Forget Madden: "Manning" Curse Strikes Again, Giants Fall to Eagles

Bryan Hollister@too_old_4stupidAnalyst IJanuary 11, 2009

New York—In another game showcasing a team that no one gave a chance of winning, the Philadelphia Eagles defeated the New York Giants 23-11 Sunday afternoon, sending Eli Manning to join older brother Peyton on the outside looking in.

Older brother Peyton was the first to fall, losing to the surprising San Diego Chargers 23-17 in the wild card round. Peyton threw for 310 yards and a touchdown in that effort, but got no support from his running game.

The Colts defense was also taken aback by the diminutive Darren Sproles, who racked up a career-high 238 all-purpose yards en route to the Chargers' victory.

Eli was as bad as his brother was good, completing only 15-of-29 passes for a pedestrian 169 yards and two interceptions. The Eagles defense repeatedly held on third and fourth down, holding the Giants to 18 and 33 percent respectively.

The only scoring in the game for the Giants came from kicker John Carney, and even that wasn't easy to come by. Carney missed two of five attempts, missing from 46 in the second quarter and 47 in the third.

New York got on the board first with a 22-yard boot by Carney to take a 3-0 lead. But Philadelphia answered two series later after an Eli Manning interception, and the Eagles took a 7-3 lead.

Donavon McNabb provided the Giants the only two points that Carney didn't score when he was flagged for intentional grounding in the end zone early in the second quarter. Both teams provided a field goal apiece as the half drew to a close, and the teams went into the seventh-inning stretch with a score of 10-8.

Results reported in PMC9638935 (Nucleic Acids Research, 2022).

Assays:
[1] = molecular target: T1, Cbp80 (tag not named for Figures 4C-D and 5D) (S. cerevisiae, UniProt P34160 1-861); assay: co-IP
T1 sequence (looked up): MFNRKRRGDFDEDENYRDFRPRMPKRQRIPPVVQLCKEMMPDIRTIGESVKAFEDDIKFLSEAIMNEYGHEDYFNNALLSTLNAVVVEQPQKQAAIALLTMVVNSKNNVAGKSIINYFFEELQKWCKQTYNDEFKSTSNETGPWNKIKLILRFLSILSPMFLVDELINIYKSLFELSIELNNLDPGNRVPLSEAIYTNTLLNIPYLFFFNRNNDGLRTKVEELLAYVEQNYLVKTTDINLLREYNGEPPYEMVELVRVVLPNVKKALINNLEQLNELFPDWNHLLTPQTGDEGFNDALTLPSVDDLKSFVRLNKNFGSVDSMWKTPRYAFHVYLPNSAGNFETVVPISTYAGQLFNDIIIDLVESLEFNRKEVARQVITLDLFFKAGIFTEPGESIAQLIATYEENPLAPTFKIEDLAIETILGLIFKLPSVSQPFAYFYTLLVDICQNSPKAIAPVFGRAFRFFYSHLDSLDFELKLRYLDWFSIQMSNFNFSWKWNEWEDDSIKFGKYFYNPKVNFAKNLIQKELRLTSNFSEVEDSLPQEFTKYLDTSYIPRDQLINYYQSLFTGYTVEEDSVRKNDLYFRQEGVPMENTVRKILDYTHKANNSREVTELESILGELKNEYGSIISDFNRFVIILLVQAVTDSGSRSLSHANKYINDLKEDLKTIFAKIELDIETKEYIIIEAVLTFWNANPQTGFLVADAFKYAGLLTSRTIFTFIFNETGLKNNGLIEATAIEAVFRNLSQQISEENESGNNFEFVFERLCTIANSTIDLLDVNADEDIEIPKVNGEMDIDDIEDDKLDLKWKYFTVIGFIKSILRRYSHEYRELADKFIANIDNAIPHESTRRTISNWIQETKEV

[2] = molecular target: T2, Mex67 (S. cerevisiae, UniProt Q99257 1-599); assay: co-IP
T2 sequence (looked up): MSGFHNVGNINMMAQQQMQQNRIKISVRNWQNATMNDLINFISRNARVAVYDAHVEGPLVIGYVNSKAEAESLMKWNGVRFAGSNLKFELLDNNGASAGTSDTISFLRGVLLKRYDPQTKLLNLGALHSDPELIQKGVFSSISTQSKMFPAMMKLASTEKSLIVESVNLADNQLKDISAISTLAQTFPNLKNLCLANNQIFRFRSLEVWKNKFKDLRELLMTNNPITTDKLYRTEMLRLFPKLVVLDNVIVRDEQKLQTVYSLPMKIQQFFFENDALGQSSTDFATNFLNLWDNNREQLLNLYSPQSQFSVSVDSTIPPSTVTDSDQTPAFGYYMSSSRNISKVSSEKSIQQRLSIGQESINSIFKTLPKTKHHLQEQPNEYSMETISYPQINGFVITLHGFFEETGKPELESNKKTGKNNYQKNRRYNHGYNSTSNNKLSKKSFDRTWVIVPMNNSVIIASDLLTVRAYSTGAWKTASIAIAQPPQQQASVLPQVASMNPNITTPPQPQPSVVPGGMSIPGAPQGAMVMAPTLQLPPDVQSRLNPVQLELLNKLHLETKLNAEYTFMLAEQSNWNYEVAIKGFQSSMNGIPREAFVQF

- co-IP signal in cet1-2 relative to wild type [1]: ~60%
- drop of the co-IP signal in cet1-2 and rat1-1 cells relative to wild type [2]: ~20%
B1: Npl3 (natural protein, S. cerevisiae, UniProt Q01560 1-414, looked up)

Excuse me there; I got a little confused by the score. For a second I thought I was watching the Philadelphia Phillies and New York Mets.

Back to football: both teams struggled offensively in the third quarter, with each team only able to score a field goal apiece as the defenses stepped in to keep the game close. Philadelphia opened the fourth quarter with a one-yard strike by McNabb to Brent Selek, and suddenly the Eagles were in control.

David Akers put three more points on the board to run the score to 23-11, and the Giants were through. One interception and one fumble later—again, a game where late turnovers destroyed scoring opportunities—and Philadelphia sent the defending champion Giants into the offseason.

Touted most of the year as "the best team in the NFL," the Giants at times looked inept. There is no solid data to show the impact of Plaxico Burress's absence, but without his go-to guy Eli Manning was a non-factor. Even a combined 138 rushing yards from Brandon Jacobs and Derrick Ward couldn't overcome the defensive effort by the Eagles.

Philadelphia's effort mimics that of the Arizona Cardinals in showing that come playoff time, everybody starts at 0-0. There is no margin of error in the playoffs. One loss and your season is over.

Philadelphia wanted it more, plain and simple. Now they get to go prove it again against the Cardinals, a team that with a mascot that is, according to David Letterman, "the fiercest robin-sized bird" in  existence.

Come next Sunday we get to see who's talons are sharper.